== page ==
Students arrive for the first day of classes at Zama Middle High School at Camp Zama, Japan, Aug. 21, 2023.

Students arrive for the first day of classes at Zama Middle High School at Camp Zama, Japan, Aug. 21, 2023. (Akifumi Ishikawa/Stars and Stripes)

Defense Department schools are moving students with learning disabilities into general education classrooms for some subjects, a spokeswoman for the Department of Defense Education Activity – Pacific confirmed Friday.

Special education students will be transitioned out of dedicated classes in areas like math and English language arts and into general education, Miranda Ferguson wrote in an emailed statement to Stars and Stripes on Friday. DODEA administers schools for eligible children on U.S. military bases worldwide.

The students will continue to have access to “differentiated, direct instruction” from a special education teacher who will co-teach and collaborate with general education staff, she said.

Ferguson, who declined further comment Friday, did not provide a timeline for the transition or specify whether the change will impact DODEA special education students worldwide. She said further questions could be discussed during an in-person interview scheduled Tuesday with Stars and Stripes.

Some parents of special education students have been told by teachers that the transition will take place next school year.

“In order to ensure our students with disabilities receive the same access to rigorous courses as non-disabled students, we are transitioning away from stand-alone special education classes,” Ferguson wrote. “At DoDEA, we strive to provide excellence in education for every student, every day, everywhere.”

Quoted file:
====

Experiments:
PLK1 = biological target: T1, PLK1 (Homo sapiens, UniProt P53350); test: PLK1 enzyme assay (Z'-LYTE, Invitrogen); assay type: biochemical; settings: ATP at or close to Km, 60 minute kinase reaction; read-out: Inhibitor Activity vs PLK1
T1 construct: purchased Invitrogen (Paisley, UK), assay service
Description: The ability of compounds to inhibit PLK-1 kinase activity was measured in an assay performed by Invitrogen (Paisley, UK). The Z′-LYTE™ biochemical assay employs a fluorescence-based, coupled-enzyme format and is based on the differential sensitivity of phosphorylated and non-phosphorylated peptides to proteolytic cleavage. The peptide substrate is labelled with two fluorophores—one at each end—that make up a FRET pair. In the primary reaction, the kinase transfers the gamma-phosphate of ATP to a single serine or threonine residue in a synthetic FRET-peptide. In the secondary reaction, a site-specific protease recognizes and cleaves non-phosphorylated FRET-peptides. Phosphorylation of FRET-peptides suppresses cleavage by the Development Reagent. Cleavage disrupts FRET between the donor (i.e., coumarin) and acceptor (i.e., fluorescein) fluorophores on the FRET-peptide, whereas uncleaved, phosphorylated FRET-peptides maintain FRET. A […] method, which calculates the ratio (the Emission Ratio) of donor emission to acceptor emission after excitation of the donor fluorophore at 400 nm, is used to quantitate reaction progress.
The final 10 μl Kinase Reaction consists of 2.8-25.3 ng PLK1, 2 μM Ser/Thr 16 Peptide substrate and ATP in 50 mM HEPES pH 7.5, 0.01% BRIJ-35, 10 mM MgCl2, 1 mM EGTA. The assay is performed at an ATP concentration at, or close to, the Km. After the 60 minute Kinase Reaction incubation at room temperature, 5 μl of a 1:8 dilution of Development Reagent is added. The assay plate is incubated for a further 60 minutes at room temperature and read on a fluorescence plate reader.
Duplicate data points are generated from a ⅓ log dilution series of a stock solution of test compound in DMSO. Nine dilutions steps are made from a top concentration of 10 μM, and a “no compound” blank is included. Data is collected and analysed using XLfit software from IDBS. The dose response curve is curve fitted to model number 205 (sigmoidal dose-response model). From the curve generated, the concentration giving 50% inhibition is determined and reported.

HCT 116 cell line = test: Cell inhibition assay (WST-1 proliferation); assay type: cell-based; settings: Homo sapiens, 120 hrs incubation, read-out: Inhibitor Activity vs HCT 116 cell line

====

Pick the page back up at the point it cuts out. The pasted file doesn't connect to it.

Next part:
The move follows an Indiana University study released in May in the Journal of Special Education that found students with disabilities spending 80% more time in inclusive classrooms fare better in reading and math than peers in special education classrooms.

The research indicates these students are “more prepared” for successful post-secondary education and employment, according to an abstract on a Department of Education website.

Special education policy was set in the United States in 1975 with the Individuals with Disabilities Education Act, which ensures “a free appropriate public education” to eligible children with disabilities and “special education and related services.”

Defense Department policy on special education was codified in June 2015.

DODEA defines special education as “specially designed instruction, support, and services” provided to students, ages 3 through 21, with a disability that requires “an individually designed instructional program to meet their unique learning needs,” according to the department’s website.

DODEA strives to provide special services to students in the “least restrictive environment” that is appropriate, the site states. The department provides consultations between special and general education staff, co-teaching in general education classrooms and supplementary aids and support.

The type of services and placement is based “upon a student’s individual need,” according to the website.

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Matthew M. Burke has been reporting from Grafenwoehr, Germany, for Stars and Stripes since 2024. The Massachusetts native and UMass Amherst alumnus previously covered Okinawa, Sasebo Naval Base and Marine Corps Air Station Iwakuni, Japan, for the news organization. His work has also appeared in the Boston Globe, Cape Cod Times and other publications.

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